Failure is, proverbially, not an option, so why is the recent history of business in Britain littered with monumental failures, failures that have scarred companies, destroyed careers and wasted truly epic amounts of money?

Take the NHS National Programme for IT, described by the influential House of Commons Public Accounts Committee as one of the "worst and most expensive contracting fiascos" ever. The idea was to digitise all medical records so GPs and hospitals could easily and cheaply exchange details, but it never happened. When it was finally canned in 2011 it had cost an estimated £20 billion, and we are still paying for large chunks of it.

Look at the BBC's disastrous program to digitise videotape, the Digital Media Initiative. Originally to be developed with a subcontractor, Siemens, after a series of delays and cost hikes it was taken in house. Finally, it was cancelled in 2013.

After investigating the demise of the program, the PAC branded the programme "a complete failure", adding "The BBC was far too complacent about the high risks involved in taking it in-house. No single individual had overall responsibility or accountability for delivering the DMI and achieving the benefits, or took ownership of problems when they arose."

The cost: £100m. The benefits? None.

These were both IT programmes, a sector notorious for big failures, but disaster strikes in other sectors too. Boeing's 787 Dreamliner aircraft, for example, was dogged by technical issues that delayed the aircraft going into service for three years and pushed the cost from the projected £2.2 billion to an actual £12.8 billion. It may be ten years before Boeing breaks even on the program, and many subcontractors lose money on every plane built.

 

The human factor

 

Contrary to received wisdom, failure is not principally a function of complexity or new and untried technology, though these are high risk factors. It is the human factor that makes the difference between success and failure.

Programs often start as big visions of powerful individuals, who go public with them too early and are thereafter feel committed to unrealistic objectives and hopelessly optimistic timescales. And, of course, costs are routinely underestimated. But any attempt to revise them is branded as negativism. If the company is one of the many operating under a culture of fear, the doubters will sense a career-limiting moment and keep quiet, hoping they will have been able to move on by the time the chickens come home to roost.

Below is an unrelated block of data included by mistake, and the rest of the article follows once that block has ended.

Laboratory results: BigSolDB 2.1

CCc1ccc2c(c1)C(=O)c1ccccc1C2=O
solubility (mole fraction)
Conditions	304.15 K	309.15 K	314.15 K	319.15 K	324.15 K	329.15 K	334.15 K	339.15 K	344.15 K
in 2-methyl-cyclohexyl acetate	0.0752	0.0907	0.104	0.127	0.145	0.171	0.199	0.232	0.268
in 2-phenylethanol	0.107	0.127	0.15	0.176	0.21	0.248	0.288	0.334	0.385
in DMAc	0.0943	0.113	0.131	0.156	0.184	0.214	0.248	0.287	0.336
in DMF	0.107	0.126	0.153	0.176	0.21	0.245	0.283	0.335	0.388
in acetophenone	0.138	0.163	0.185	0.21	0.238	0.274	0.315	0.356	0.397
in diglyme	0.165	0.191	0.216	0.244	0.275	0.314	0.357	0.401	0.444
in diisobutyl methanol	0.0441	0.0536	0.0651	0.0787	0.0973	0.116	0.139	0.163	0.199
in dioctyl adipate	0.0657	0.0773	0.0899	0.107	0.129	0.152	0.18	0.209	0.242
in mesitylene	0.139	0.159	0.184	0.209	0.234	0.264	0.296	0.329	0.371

The way a program is set up at the start is crucial. A common mistake is to allocate management roles to existing staff, instructing them to spend, say, 40 per cent of their time on it. This sort of job sharing is a recipe for managers to spend all of their time on the most pressing problems on their desks at the time, so any problems on the program are left to fester. By the time they become serious enough for the part-time manager to notice, it may be too late.

Other issues include lack of clear chains of command, absence of proper areas of responsibility, and putting the wrong people in the wrong jobs (often because it is cheaper to re-assign an existing member of staff than replace them with someone better qualified.)

Once things start to go wrong, everyone begins to retreat, adopting a defensive attitude and making great efforts to conceal the truth, hoping that someone else will be discovered first and their failure will go unnoticed. It degenerates into a game of bluff, with managers reporting in impenetrable jargon and trendy management-speak rather than plain English.

Eventually, of course, someone misses a deadline, fails to deliver a working technology or has to admit to a cost overrun (usually all three) and the board leaps into action. Even then, however, directors have a tendency to go into denial, refusing to believe that a program in which they have invested so much in terms of their reputation and standing could be failing. Even more money and effort is thrown at it in a last ditch attempt to make it work.

 

Fallout from failure

 

Eventually, however, even they are forced to accept that good money is being thrown after bad, usually in quite significant quantities. Cancellation is eventually agreed.

The CEO whose original flawed vision and misguided optimism caused the fiasco is usually untouchable, so deputy heads roll. Consultants are brought in to retrieve the situation before the news has to be brought to attention of the main board.

The fallout from failure can extend right through a business even if it is not catastrophic for the company. The financial impact can be severe, limiting the company's ability to attract investment. The reputational damage can be extensive and long-lasting - even today, the Ford Edsel is a bye-word for commercial failure and the thing was cancelled way back in 1960.

The human cost can be high too. All the programs listed in the first few paragraphs took senior managers down with them and a failure on that scale can easily mean the end of a career. In many cases, the people sacked are scapegoats, sacrificed to protect the directors often directly responsible. The BBC dismissed the man in overall charge of DMI, John Linwood, who then sued for wrongful dismissal. The tribunal discovered emails from senior BBC managers saying that Linwood should be left "spinning in the wind" when the disaster was finally revealed to the press. It found in his favour.

The only upside from this sort of catastrophe is that good managers learn from the experience and become the battle-hardened executives who can steer the next program to success.